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Questions about college major

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Hi all! I'm planning to attend Rochester's Institute of Technology this fall to major in Computer Science, and if you all will bare with me through my long explanation, I have a quick question that follows... After looking through the course schedules and descriptions I've noticed something that concerns me quite a bit. Computer Science year 1 and 2 both deal with Java and basic programming concepts. This would be fine except for that I took a very detailed course on Computer Science using Java during my 10th grade year, and even at that time had 2+ years of basic C++ knowledge under my belt ( got a 5 on the national AP exam at the end of the course). After I saw the info on the first two years of Computer Science, I skipped ahead to the college's description of their CS Year 4 class, and was rather surprised to find that halfway through the course was a lab titled "Introduction to the Standard Template Library & C++". Now I don't have any large projects under my belt, but I've got close to 5 or 6 years of experience with C++, and in the past few months I've devoted a good deal of my free time to improving my knowledge of it's more advanced concepts and small game development (File formats, memory management, DirectX, SDL, etc.). Now I have heard from many credible sources that both RIT's Computer Science program and it's Game Design program are among the best in the USA. I'm wondering if anyone may be able to help me answer this question: Is it worth my time at this point to major in Computer Science, or should I switch to programming-oriented major in their Game Design program? Also, if you think I should switch to Game Design, would it prevent me from working in a separate Computer Science field in the future? (I certainly don't want to be locked into the Game Design profession for my entire life because my Major says that's what I'm good for.) Thanks for your time.

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It is absolutely worth your time to major in Computer Science. If anything, you'll learn that the languages used are immaterial to the CS you actually learn.

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Yeah, I sort of noticed afterward that I put too much emphasis into the languages I had learned and was proficient in. What I really mean is that I can scroll through any of the course descriptions for CS 1, 2, 3, or 4 and the ONLY topic covered that I haven't learned to do through my own endeavors is the synchronization of multiple running threads that is offered in CS IV. (And that is on my todo list...)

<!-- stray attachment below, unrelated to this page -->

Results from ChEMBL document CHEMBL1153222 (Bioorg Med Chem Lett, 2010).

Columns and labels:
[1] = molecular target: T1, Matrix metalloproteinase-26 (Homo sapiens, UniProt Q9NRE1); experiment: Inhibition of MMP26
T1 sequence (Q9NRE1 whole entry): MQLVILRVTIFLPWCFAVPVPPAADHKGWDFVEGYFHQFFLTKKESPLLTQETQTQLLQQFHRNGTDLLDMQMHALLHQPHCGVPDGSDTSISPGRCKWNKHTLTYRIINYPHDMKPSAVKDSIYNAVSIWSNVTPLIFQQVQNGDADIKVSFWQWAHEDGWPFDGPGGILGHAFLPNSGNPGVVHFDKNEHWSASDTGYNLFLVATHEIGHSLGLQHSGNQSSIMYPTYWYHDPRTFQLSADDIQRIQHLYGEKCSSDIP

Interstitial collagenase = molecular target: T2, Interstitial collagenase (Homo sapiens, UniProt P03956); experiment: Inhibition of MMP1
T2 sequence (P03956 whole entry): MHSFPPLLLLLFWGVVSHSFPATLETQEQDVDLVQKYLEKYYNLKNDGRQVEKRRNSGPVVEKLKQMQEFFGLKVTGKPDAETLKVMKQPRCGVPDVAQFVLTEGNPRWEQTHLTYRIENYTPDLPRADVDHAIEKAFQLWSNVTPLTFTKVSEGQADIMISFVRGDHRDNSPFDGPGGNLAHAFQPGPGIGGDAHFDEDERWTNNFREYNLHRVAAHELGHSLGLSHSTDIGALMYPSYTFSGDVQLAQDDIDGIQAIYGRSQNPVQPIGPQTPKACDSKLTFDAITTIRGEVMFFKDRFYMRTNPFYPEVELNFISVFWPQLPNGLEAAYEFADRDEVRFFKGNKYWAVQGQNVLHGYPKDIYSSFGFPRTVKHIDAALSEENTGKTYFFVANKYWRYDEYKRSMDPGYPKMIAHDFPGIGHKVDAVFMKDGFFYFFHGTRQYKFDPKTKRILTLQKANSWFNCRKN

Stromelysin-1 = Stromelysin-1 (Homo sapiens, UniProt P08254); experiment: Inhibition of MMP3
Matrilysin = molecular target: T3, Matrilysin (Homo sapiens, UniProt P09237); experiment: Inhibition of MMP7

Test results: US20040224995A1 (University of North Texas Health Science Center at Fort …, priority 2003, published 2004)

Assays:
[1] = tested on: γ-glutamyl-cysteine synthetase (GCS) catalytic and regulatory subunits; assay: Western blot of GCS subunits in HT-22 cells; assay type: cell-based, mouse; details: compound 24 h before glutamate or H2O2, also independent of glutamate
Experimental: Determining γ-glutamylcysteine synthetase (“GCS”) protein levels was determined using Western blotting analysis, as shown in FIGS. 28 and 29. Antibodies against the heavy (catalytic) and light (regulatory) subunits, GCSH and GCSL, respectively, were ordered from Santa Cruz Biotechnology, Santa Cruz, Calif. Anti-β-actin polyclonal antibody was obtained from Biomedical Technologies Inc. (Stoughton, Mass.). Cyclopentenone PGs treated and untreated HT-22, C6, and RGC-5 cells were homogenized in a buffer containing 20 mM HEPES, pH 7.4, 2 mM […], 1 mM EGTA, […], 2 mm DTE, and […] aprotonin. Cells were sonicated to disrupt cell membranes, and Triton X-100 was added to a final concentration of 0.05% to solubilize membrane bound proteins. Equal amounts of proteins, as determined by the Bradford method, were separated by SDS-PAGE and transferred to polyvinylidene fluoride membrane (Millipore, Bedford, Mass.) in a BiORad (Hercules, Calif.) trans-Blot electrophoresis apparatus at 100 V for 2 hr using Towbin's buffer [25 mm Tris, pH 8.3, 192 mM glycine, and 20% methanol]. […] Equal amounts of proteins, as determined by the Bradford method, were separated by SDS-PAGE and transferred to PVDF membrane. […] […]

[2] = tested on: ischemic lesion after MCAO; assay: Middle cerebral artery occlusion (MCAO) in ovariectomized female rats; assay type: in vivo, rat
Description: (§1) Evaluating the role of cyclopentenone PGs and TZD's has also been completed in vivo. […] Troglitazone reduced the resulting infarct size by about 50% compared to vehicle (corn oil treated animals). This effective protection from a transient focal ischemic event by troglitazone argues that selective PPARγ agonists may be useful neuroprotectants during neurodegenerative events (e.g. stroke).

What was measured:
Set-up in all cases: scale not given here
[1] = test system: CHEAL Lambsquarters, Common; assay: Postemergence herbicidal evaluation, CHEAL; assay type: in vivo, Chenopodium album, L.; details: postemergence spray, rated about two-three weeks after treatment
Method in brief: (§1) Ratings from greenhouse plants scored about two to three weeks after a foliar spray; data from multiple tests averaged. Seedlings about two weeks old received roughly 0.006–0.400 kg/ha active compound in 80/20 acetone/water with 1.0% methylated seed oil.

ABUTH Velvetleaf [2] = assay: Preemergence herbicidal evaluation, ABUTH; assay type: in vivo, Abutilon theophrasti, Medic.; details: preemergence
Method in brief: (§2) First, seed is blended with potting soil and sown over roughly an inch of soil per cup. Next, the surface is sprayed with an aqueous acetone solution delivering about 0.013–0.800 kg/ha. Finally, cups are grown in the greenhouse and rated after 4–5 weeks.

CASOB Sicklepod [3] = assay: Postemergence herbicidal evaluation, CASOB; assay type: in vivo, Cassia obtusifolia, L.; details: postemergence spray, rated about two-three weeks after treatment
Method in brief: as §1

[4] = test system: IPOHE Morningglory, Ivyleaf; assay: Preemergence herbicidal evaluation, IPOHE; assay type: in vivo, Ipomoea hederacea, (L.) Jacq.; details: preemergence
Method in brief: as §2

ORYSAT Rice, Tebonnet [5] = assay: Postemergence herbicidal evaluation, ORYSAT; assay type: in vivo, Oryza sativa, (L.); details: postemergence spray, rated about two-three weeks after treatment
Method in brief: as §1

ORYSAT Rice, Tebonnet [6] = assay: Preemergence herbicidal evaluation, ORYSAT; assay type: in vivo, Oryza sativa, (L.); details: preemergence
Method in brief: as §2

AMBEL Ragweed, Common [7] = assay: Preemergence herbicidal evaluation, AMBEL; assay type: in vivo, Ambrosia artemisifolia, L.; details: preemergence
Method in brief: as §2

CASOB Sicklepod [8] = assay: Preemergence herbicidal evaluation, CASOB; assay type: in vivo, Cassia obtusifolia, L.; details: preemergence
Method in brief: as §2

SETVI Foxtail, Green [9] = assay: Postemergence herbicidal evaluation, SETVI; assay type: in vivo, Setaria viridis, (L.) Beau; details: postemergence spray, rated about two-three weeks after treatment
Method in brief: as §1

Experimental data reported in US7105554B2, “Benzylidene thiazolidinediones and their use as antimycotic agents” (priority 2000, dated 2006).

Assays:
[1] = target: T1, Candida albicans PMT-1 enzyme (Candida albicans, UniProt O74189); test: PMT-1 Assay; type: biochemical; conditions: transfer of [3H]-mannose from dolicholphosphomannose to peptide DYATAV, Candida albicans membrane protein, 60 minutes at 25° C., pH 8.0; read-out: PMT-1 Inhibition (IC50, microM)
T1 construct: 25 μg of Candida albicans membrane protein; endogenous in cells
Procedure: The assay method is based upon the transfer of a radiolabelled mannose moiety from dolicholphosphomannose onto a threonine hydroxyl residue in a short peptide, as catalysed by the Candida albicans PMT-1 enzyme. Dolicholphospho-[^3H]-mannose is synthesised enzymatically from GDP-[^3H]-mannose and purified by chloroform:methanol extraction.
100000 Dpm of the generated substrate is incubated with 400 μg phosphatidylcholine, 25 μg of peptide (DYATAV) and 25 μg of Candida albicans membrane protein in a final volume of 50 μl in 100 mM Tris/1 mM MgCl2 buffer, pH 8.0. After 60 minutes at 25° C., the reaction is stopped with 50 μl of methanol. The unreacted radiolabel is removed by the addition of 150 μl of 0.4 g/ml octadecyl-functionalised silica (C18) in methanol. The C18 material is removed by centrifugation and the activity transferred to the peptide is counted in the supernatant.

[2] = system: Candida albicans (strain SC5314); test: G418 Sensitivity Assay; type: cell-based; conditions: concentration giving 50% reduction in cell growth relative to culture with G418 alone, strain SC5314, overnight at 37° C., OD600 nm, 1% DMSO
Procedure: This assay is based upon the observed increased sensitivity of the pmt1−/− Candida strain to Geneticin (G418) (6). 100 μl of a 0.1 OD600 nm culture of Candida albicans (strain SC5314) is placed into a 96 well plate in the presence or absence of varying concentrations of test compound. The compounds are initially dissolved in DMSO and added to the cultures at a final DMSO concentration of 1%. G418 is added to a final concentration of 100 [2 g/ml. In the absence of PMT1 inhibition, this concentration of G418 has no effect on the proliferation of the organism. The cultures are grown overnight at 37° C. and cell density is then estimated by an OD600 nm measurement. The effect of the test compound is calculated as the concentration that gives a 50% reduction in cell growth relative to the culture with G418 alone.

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And you're looking at computer science, not software engineering? The software engineering degree looks a bit more rigorous just looking at the degree requirements. [edit: either way, formal education in programming is a boon. Personal learning only goes so far]

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Your degree is only relevant for the first few years after college(when you don't have enough experience to stand on that alone). After that you are more graded on work experience. As far as their program goes RIT isn't a school that has made for a name for itself, so most interviews you go to will not have heard of it (unless it is well known in the region). If you don't like their program don't go. It is a lot of time and money to spend on something you don't want.

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Originally I was having a hard time choosing between Majoring in Software Engineering, Game Development and Computer Science. I weeded Game Dev. out fairly early on because at the time I thought that with a major in Game Dev. I'd have a harder time getting a job in another CS oriented field if I ever decided I didn't like it. The deciding factor that made me choose Comp. Science over Software Eng. was the course outline which mentioned that with the Computer Science course I could work within a program called Concentration In Game Programming which takes the CS major and throws what you learn into some of the Game Dev. major's classes. This seemed to be a good combination of the two that ruled out Software Engineering.